When chimney companies leak, the government needs to step in: Rama Shrivastava

Chimneys are the building blocks of our lives, and if we’re going to have any chance of surviving the ravages of climate change, we have to be able to control them.

And as a result, government is going to need to step up to protect them.

That means a major push to address the problem of chimneys leaking, in particular those which cause the greatest amount of pollution.

Chimerics are among the most common sources of carbon dioxide emissions in India, accounting for almost 10% of all global emissions.

India’s annual carbon dioxide emission has increased from 1,066 metric tonnes in 2005 to 1,547 metric tonnes last year, according to the World Bank.

The problem of pollution and leakage Chimeric leaks are among those that pose the biggest threat to the environment and public health in India.

They have a big impact on local ecosystems and the water table, according the Environment Ministry.

As a result of the pollution and leakage, a large part of the country’s lakes, rivers and streams are polluted.

In some cases, it is not even possible to collect data on the amount of carbon pollution in these water bodies.

According to the Centre for Science and Environment, a non-profit research organisation, there are currently around 6,000 chimneys in the country, but only about 3,000 of them are under control.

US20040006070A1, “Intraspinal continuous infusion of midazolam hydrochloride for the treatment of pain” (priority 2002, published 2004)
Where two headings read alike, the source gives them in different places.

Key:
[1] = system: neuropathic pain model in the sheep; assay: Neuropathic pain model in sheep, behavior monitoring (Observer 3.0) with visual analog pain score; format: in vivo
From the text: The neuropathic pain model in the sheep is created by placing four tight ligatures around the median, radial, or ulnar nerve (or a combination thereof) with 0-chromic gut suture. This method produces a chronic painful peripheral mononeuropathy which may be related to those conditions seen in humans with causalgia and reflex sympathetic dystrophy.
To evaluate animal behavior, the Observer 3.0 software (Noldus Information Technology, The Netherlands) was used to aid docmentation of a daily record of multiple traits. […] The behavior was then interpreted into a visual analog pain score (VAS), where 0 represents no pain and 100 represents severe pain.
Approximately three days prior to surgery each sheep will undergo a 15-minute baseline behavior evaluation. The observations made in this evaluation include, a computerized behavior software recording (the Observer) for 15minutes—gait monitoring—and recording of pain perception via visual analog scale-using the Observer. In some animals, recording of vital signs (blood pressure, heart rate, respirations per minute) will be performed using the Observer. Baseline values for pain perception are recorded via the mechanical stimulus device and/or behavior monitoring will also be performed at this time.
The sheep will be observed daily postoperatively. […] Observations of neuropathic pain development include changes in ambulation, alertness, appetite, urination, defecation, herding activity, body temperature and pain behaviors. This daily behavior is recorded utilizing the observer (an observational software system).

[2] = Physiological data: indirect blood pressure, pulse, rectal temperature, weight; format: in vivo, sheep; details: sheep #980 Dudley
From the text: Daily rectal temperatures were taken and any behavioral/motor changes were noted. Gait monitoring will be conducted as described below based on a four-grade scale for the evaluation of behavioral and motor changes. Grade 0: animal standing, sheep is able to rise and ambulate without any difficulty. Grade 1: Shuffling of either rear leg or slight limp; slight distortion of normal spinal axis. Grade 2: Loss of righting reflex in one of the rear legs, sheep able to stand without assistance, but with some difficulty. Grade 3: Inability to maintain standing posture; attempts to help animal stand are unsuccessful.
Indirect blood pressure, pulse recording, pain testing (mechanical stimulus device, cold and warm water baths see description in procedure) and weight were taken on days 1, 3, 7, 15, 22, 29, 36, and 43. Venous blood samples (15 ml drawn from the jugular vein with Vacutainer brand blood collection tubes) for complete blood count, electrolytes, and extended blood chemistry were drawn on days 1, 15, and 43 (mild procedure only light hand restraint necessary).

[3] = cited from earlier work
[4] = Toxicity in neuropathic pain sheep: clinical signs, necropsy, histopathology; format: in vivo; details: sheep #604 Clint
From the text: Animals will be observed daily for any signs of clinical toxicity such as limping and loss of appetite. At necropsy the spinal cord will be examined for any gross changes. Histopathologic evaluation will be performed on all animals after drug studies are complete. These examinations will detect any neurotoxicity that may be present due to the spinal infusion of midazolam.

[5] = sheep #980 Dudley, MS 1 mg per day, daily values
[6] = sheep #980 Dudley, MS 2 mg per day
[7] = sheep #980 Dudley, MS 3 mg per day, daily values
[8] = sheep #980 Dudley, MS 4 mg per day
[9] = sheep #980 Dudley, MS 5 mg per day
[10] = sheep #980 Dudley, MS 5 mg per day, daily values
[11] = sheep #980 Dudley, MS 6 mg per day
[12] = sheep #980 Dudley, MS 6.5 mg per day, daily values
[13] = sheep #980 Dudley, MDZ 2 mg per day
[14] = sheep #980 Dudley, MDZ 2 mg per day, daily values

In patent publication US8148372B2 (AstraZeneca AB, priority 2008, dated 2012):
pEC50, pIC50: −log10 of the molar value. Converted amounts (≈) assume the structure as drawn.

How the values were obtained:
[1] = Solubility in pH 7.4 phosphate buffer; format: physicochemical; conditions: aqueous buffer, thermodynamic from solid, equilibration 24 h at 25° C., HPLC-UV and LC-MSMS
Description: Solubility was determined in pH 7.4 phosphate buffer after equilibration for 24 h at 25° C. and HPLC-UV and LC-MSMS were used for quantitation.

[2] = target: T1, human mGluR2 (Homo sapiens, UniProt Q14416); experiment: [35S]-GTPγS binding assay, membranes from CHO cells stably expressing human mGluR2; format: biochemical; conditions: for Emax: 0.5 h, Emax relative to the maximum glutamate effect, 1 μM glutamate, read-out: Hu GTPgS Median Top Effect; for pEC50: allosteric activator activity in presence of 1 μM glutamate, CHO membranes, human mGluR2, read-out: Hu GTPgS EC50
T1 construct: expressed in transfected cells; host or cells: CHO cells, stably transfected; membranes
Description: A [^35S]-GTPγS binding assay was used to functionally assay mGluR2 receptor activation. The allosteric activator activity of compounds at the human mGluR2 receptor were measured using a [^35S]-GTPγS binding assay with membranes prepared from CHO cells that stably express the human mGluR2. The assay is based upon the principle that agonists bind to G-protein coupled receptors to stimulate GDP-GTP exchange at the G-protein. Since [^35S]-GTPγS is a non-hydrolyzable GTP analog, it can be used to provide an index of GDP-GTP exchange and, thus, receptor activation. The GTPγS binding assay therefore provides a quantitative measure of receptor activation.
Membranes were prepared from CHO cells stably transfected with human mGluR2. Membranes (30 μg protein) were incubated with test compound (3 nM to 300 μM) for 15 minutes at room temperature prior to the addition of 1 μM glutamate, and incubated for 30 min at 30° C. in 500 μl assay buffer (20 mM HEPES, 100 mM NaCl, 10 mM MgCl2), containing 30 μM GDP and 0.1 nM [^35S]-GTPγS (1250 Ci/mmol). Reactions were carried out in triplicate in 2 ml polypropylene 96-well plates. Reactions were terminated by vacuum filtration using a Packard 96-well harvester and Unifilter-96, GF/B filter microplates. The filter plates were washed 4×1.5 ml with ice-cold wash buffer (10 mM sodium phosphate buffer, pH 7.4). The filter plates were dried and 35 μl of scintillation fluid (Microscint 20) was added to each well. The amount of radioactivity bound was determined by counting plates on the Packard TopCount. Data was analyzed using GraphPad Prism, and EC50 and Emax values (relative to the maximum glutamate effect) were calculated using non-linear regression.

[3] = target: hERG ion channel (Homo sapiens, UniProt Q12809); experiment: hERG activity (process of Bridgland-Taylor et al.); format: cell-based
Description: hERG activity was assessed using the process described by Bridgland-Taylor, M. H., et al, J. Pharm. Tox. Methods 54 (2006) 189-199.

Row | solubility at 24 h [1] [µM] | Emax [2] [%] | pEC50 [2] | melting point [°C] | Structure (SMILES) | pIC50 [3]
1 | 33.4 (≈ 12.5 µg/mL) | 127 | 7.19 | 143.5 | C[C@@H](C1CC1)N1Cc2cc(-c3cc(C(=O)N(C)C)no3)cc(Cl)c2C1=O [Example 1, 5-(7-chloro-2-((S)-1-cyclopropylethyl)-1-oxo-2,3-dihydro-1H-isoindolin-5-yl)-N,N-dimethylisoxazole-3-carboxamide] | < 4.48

“The government is not looking to tackle the problem,” said Chintamani.

“We are just trying to be proactive and help in cleaning the environment.”

While there is a lack of government data on carbon leakage in the water, the Chimerica Association of India (CAI) has put out a report on the issue.

In the report, CAI said that while leakage in some cases is not easy to detect, there is no doubt that leakage in chimneys is a problem.

CAI also pointed out that the leakage of CO2 into the atmosphere through chimneys can have a negative impact on the health of people living in India’s cities and towns.

“As a society, we must not let ourselves be swept away by the hype of CO 2 emission and let’s not waste any opportunity to take stock of the problem and improve our practices,” the report said.

In the meantime, the Ministry of Environment and Forests is working to tackle some of the most important chimneys.

According to the Ministry, the ministry is in the process of launching a new set of monitoring schemes to better detect chimneys and also to identify leakages and prevent them from happening in the first place.

Chimney leak monitoring is also a big concern for the environment.

According to CAI, leaks have been reported in the air and water, in the soil, and in the atmosphere.

It is also reported that in areas that have a high number of chimney leaks, the water can enter into the soil.

As a result this can result in a loss of water quality in the region.

The Ministry has launched an air quality monitoring programme in all the state capitals, and is also considering a national programme to monitor the air quality in all urban and rural areas.